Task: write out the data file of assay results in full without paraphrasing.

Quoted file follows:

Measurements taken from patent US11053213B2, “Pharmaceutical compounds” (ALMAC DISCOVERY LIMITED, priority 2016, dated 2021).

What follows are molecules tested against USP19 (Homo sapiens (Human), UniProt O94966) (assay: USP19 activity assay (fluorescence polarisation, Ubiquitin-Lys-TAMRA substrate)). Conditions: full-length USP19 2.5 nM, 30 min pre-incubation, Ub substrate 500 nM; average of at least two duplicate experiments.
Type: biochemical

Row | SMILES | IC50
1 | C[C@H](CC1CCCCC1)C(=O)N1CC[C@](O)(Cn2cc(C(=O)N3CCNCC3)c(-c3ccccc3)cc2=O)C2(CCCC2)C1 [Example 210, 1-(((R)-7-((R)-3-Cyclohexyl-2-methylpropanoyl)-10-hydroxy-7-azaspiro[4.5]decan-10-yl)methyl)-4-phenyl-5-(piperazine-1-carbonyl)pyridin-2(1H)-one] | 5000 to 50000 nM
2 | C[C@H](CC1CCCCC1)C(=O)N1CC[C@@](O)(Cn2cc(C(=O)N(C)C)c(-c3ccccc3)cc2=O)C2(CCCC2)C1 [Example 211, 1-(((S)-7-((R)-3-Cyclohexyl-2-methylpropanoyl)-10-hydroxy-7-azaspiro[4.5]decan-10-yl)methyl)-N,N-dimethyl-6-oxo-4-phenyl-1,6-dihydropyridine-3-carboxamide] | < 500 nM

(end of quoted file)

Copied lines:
Measurements taken from patent US11053213B2, “Pharmaceutical compounds” (ALMAC DISCOVERY LIMITED, priority 2016, dated 2021).

What follows are molecules tested against USP19 (Homo sapiens (Human), UniProt O94966) (assay: USP19 activity assay (fluorescence polarisation, Ubiquitin-Lys-TAMRA substrate)). Conditions: full-length USP19 2.5 nM, 30 min pre-incubation, Ub substrate 500 nM; average of at least two duplicate experiments.
Type: biochemical

Row | SMILES | IC50
1 | C[C@H](CC1CCCCC1)C(=O)N1CC[C@](O)(Cn2cc(C(=O)N3CCNCC3)c(-c3ccccc3)cc2=O)C2(CCCC2)C1 [Example 210, 1-(((R)-7-((R)-3-Cyclohexyl-2-methylpropanoyl)-10-hydroxy-7-azaspiro[4.5]decan-10-yl)methyl)-4-phenyl-5-(piperazine-1-carbonyl)pyridin-2(1H)-one] | 5000 to 50000 nM
2 | C[C@H](CC1CCCCC1)C(=O)N1CC[C@@](O)(Cn2cc(C(=O)N(C)C)c(-c3ccccc3)cc2=O)C2(CCCC2)C1 [Example 211, 1-(((S)-7-((R)-3-Cyclohexyl-2-methylpropanoyl)-10-hydroxy-7-azaspiro[4.5]decan-10-yl)methyl)-N,N-dimethyl-6-oxo-4-phenyl-1,6-dihydropyridine-3-carboxamide] | < 500 nM